The Mark Manuel Interview: It is a matter of pride that Ranveer Singh and Deepika Padukone are playing my wife Romi and me in ’83, says Kapil Dev
Our Kapil Dev was on the phone. Calling for an interview from somewhere North last evening. Latish, around 7.30 o’clock. I tried to guess where. Chandigarh or New Delhi. Where the temperatures are between 13 and 15 degrees C. I pictured him there, nattily dressed for the winter, smoking a cigar and sipping a glass of wine. Today I know he is in Rajasthan. Celebrating his 61st birthday with family and friends. “Where in Rajasthan?” I curiously asked. “That is not important,” Kapil brusquely replied. Like I was going to gatecrash his party. Anticipating my next question he cleverly said, “Everyday is like a birthday, so there’s nothing special happening today.” I could imagine him grinning away sunnily as he stumped me with this statement, flashing all his big white teeth.
I have interviewed him before. On his 42nd birthday at the Frangipani fine dining restaurant at The Oberoi in Mumbai. It was 2001. He was then in the wilderness. Declared persona non grata by the Board of Control for Cricket in India (BCCI) on the charges of match fixing. He was silently sulking and out of the public eye. Kapil had bid adieu to cricket. He had taken up golf instead. He firmly laid down some conditions. He was an early sleeper. And he had dinner at 7.30 pm. Also, he wanted to eat light. Not Indian food. “I am playing golf early tomorrow morning,” Kapil apologized. “Plus, after 40 I tend to put on weight easily. It affects my game. So I am careful about what I eat. My wife Romi says it’s best to lead a clean and simple life. Nobody can object to that.”
I reminded him about that dinner. He had expressed a fondness for blue cheese then. And drank red wine with ice and a chilled soda. Kapil has also just started smoking Cuban cigars. Now he said, “Blue cheese I still love. But a cigar I will have only once a year. It is not an every day thing.” Finding the conversation on his birthday celebrations dragging, I asked Kapil about Kabir Khan’s forthcoming sports biopic ’83 based on India’s sensational victory at Lord’s over the mighty West Indies in the 1983 World Cup. Kapil was our swashbuckling captain and the Indian team was known as Kapil’s Devils. Ranveer Singh is playing Kapil Dev in Kabir’s film and Deepika Padukone is playing the cricketer’s wife Romi Dev. He was looking forward to ’83 but he was also worried about what was shown. He didn’t want the film to be on him. The victory was a team effort.
“Are you satisfied with Kabir’s choice of Ranveer to play you in the film? How has he fared? And Deepika as your wife Romi? Isn’t it a happy coincidence that this attractive and talented actor couple is playing you both?” I asked. Kapil said, “I have not seen the film. So I don’t know. I have only seen posters. But yes, it is a matter of great pride that such big actors are playing Romi and me.” I asked Kapil who from Bollywood would he pick to step into his shoes if a biopic was being made on him. “Like Sushant Singh Rajput played Dhoni and Emraan Hashmi played Azharuddin in Bollywood sports dramas. “I don’t know,” Kapil said. “I have not given it thought. But I would not like a biopic made on me!” Had he seen M. S. Dhoni: The Untold Story and Azhar? Yes he had, Kapil admitted. Was he happy with the cricket scenes showcased by Bollywood. “Yes and no,” Kapil said mysteriously. Then suddenly he said, “But Lagaan was fabulous!”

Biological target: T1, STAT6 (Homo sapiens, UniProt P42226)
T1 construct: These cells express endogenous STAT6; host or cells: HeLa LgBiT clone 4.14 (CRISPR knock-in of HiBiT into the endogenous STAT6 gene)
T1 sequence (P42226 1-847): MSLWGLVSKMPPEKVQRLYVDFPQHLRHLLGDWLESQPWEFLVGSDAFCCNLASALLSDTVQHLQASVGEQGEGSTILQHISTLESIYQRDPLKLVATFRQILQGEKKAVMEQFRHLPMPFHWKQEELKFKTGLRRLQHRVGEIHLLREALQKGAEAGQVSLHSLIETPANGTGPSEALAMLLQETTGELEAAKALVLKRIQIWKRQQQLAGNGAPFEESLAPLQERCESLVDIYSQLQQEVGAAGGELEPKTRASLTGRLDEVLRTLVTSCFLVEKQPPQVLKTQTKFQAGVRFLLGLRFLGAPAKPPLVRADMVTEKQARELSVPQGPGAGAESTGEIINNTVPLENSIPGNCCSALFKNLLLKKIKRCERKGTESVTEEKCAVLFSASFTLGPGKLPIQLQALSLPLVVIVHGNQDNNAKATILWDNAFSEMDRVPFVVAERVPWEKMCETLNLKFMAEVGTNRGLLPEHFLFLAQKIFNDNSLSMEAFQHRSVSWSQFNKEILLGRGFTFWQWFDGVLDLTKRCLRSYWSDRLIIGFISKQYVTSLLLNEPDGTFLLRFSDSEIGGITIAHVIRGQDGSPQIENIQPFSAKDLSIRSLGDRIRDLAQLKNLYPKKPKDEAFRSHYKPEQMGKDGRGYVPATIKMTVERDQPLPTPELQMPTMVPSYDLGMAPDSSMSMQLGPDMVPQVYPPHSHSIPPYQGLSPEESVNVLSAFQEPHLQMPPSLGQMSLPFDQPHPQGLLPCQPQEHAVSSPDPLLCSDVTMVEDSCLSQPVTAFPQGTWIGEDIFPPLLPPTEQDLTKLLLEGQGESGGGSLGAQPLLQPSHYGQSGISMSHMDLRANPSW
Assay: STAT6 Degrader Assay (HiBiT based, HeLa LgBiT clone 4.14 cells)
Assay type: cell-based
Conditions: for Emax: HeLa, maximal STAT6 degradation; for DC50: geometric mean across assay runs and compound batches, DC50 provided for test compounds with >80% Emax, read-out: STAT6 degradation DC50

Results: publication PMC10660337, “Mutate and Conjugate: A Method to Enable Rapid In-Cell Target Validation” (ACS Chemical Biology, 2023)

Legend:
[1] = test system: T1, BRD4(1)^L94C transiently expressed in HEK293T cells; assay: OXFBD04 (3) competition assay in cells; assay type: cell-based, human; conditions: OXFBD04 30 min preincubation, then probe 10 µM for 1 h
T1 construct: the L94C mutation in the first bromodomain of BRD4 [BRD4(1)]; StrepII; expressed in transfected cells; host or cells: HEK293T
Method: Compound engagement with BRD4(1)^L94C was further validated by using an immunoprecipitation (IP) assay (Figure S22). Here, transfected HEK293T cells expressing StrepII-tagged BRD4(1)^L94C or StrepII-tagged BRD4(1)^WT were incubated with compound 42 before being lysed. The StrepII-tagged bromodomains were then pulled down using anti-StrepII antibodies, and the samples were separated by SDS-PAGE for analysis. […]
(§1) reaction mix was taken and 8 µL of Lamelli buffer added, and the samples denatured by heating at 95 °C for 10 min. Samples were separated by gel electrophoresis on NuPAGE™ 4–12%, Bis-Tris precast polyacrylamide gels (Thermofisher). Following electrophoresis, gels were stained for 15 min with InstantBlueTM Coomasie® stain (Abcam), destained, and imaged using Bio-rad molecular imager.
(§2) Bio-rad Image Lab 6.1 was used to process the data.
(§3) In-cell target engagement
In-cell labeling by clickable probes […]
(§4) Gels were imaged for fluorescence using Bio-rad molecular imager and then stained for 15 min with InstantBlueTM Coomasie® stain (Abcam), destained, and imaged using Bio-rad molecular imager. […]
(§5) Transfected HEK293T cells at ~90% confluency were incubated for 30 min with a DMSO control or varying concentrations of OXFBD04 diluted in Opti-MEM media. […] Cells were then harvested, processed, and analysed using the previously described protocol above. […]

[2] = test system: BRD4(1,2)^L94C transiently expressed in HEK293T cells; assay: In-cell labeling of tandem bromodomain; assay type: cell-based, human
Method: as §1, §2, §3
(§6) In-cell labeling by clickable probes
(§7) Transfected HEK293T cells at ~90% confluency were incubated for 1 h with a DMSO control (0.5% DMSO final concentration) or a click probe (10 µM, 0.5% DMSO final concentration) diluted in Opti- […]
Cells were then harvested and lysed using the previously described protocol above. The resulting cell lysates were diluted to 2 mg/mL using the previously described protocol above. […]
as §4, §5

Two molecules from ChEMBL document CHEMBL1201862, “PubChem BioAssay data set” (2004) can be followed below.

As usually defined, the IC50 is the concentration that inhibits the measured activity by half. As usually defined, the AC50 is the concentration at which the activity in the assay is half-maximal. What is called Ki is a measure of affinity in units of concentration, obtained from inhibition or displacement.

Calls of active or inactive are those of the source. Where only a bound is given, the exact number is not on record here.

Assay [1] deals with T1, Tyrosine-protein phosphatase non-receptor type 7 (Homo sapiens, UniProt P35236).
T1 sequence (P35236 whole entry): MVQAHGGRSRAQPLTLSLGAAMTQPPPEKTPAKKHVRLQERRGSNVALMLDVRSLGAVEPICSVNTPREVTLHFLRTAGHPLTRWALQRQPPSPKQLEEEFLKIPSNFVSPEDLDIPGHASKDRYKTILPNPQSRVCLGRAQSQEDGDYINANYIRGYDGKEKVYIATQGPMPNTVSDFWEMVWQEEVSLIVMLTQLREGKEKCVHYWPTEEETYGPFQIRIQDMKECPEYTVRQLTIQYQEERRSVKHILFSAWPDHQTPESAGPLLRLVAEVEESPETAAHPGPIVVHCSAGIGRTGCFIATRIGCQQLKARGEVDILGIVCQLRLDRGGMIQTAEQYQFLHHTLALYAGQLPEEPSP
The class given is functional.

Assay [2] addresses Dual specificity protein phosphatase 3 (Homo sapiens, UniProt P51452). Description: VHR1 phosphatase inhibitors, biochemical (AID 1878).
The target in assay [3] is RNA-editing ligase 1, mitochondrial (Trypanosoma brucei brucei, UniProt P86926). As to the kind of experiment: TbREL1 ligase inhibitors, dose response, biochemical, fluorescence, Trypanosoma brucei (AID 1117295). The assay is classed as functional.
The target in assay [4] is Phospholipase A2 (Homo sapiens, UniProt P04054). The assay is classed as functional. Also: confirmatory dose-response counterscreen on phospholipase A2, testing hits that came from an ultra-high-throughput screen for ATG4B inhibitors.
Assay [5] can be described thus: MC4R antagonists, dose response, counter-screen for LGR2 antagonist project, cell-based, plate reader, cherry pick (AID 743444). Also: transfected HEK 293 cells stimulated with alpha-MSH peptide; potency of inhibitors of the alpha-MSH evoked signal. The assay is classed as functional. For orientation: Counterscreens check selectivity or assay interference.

I told Kapil when he won the World Cup for India in 1983, he had become a national hero, on par with Amitabh Bachchan. And since then, cricket and cinema had been driving the nation crazy, they were the opium of the people. He didn’t say anything. I reminded Kapil he had done cameos in four Bollywood films: Dillagi… Yeh Dillagi, Iqbal, Chain Khuli Ki Main Khuli and Mujhse Shaadi Karogi. Would he consider a lead role if some Bollywood director approached him? There was an incredulous silence. Then Kapil said icily, the famous temper under control, “I am not an actor. Those films I did, I was not acting, I was playing myself. I was Kapil Dev, you understand? I cannot act. But I can be myself, a cricketer.” Was he seeing the current lot of actors, the juniors and even the seniors like Akshay Kumar, Ajay Devgn and the Bollywood Khans, they were all super fit and athletic and all played some sport? “Yes, I am very impressed with them,” Kapil said with awe in his voice. “Look at Akshay, he gets up at 5 o’clock every morning! Earlier actors were not like this into fitness.”
In 1983 when India won the World Cup, the nation was glued to TV sets at home, but Kapil Dev himself had not seen the match in totality because he was so busy leading the team at Lord’s. Had he ever watched the complete match on video? He laughed, as if amazed at the idea, and said, “In 37 years years, I have not got the opportunity, I only saw it in bits and pieces.” So wasn’t ’83 going to be like a trip down memory lane? “I don’t know,” he admitted, “that I can say only after I have seen the film.” There was one more thing. His daughter Amiya, who is 24, was an assistant director to Kabir Khan on ’83. Did she discuss the film with him at home? “I don’t talk to her about the film,” Kapil said. “I only ask her if it is going well.” While growing up who were Amiya’s idols – were they Bollywood heroes or cricket superstars? “She was always crazy about Bollywood. She liked Hrithik Roshan. But I think she liked Rahul Dravid more!” he admitted. Was Amiya likely to take up a career in films? “She hasn’t told me yet,” Kapil Dev said, “but while she was growing up, my daughter wanted to be many things!” And just as he called he said goodbye and hung up. Not giving me the chance to wish him a Happy Birthday!